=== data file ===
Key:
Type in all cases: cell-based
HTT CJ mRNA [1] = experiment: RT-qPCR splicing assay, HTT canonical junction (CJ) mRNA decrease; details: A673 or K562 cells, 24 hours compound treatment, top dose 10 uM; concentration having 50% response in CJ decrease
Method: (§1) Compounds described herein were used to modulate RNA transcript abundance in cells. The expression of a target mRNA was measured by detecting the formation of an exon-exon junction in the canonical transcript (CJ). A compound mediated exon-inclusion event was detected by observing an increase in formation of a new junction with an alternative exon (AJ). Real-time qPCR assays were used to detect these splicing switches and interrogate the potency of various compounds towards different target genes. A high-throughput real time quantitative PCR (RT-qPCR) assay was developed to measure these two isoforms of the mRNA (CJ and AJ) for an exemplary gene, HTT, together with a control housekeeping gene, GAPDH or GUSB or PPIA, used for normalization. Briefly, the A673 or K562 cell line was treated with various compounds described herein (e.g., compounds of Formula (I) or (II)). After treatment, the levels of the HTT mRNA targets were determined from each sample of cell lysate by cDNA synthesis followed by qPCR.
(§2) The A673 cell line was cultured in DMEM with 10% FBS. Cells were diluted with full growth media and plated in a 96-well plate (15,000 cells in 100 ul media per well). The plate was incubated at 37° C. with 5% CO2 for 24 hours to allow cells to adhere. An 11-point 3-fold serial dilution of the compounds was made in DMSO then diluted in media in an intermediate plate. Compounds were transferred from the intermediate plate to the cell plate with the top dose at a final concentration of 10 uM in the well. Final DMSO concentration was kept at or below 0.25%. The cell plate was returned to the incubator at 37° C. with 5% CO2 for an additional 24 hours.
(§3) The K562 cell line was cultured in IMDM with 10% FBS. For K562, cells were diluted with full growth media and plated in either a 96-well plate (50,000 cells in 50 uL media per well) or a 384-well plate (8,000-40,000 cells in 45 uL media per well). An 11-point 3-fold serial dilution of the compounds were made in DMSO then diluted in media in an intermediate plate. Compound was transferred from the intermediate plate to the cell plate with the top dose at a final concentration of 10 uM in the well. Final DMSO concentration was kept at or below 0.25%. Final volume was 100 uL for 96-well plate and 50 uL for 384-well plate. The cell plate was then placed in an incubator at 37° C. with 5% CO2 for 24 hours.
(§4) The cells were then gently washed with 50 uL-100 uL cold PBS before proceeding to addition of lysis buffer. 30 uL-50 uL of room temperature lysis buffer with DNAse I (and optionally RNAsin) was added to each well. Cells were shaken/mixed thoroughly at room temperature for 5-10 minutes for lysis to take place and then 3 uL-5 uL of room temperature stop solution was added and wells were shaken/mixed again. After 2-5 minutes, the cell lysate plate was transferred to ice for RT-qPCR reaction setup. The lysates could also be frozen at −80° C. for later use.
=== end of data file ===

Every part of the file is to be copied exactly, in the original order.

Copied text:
Key:
Type in all cases: cell-based
HTT CJ mRNA [1] = experiment: RT-qPCR splicing assay, HTT canonical junction (CJ) mRNA decrease; details: A673 or K562 cells, 24 hours compound treatment, top dose 10 uM; concentration having 50% response in CJ decrease
Method: (§1) Compounds described herein were used to modulate RNA transcript abundance in cells. The expression of a target mRNA was measured by detecting the formation of an exon-exon junction in the canonical transcript (CJ). A compound mediated exon-inclusion event was detected by observing an increase in formation of a new junction with an alternative exon (AJ). Real-time qPCR assays were used to detect these splicing switches and interrogate the potency of various compounds towards different target genes. A high-throughput real time quantitative PCR (RT-qPCR) assay was developed to measure these two isoforms of the mRNA (CJ and AJ) for an exemplary gene, HTT, together with a control housekeeping gene, GAPDH or GUSB or PPIA, used for normalization. Briefly, the A673 or K562 cell line was treated with various compounds described herein (e.g., compounds of Formula (I) or (II)). After treatment, the levels of the HTT mRNA targets were determined from each sample of cell lysate by cDNA synthesis followed by qPCR.
(§2) The A673 cell line was cultured in DMEM with 10% FBS. Cells were diluted with full growth media and plated in a 96-well plate (15,000 cells in 100 ul media per well). The plate was incubated at 37° C. with 5% CO2 for 24 hours to allow cells to adhere. An 11-point 3-fold serial dilution of the compounds was made in DMSO then diluted in media in an intermediate plate. Compounds were transferred from the intermediate plate to the cell plate with the top dose at a final concentration of 10 uM in the well. Final DMSO concentration was kept at or below 0.25%. The cell plate was returned to the incubator at 37° C. with 5% CO2 for an additional 24 hours.
(§3) The K562 cell line was cultured in IMDM with 10% FBS. For K562, cells were diluted with full growth media and plated in either a 96-well plate (50,000 cells in 50 uL media per well) or a 384-well plate (8,000-40,000 cells in 45 uL media per well). An 11-point 3-fold serial dilution of the compounds were made in DMSO then diluted in media in an intermediate plate. Compound was transferred from the intermediate plate to the cell plate with the top dose at a final concentration of 10 uM in the well. Final DMSO concentration was kept at or below 0.25%. Final volume was 100 uL for 96-well plate and 50 uL for 384-well plate. The cell plate was then placed in an incubator at 37° C. with 5% CO2 for 24 hours.
(§4) The cells were then gently washed with 50 uL-100 uL cold PBS before proceeding to addition of lysis buffer. 30 uL-50 uL of room temperature lysis buffer with DNAse I (and optionally RNAsin) was added to each well. Cells were shaken/mixed thoroughly at room temperature for 5-10 minutes for lysis to take place and then 3 uL-5 uL of room temperature stop solution was added and wells were shaken/mixed again. After 2-5 minutes, the cell lysate plate was transferred to ice for RT-qPCR reaction setup. The lysates could also be frozen at −80° C. for later use.